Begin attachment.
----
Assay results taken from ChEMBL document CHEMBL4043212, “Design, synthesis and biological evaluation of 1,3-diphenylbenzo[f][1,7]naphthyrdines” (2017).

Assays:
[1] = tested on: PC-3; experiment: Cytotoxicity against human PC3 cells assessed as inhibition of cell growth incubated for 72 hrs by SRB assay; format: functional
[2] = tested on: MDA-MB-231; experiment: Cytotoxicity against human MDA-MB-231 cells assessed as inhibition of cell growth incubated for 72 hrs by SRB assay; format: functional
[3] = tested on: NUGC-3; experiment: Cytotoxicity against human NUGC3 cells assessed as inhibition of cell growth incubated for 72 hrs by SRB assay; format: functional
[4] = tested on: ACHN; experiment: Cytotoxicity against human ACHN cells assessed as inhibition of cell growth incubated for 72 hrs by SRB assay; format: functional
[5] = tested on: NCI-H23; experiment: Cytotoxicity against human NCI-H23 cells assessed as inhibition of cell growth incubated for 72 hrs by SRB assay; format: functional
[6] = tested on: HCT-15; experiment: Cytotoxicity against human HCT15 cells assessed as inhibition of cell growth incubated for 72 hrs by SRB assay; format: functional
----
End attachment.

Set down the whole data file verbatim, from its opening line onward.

Assay results taken from ChEMBL document CHEMBL4043212, “Design, synthesis and biological evaluation of 1,3-diphenylbenzo[f][1,7]naphthyrdines” (2017).

Assays:
[1] = tested on: PC-3; experiment: Cytotoxicity against human PC3 cells assessed as inhibition of cell growth incubated for 72 hrs by SRB assay; format: functional
[2] = tested on: MDA-MB-231; experiment: Cytotoxicity against human MDA-MB-231 cells assessed as inhibition of cell growth incubated for 72 hrs by SRB assay; format: functional
[3] = tested on: NUGC-3; experiment: Cytotoxicity against human NUGC3 cells assessed as inhibition of cell growth incubated for 72 hrs by SRB assay; format: functional
[4] = tested on: ACHN; experiment: Cytotoxicity against human ACHN cells assessed as inhibition of cell growth incubated for 72 hrs by SRB assay; format: functional
[5] = tested on: NCI-H23; experiment: Cytotoxicity against human NCI-H23 cells assessed as inhibition of cell growth incubated for 72 hrs by SRB assay; format: functional
[6] = tested on: HCT-15; experiment: Cytotoxicity against human HCT15 cells assessed as inhibition of cell growth incubated for 72 hrs by SRB assay; format: functional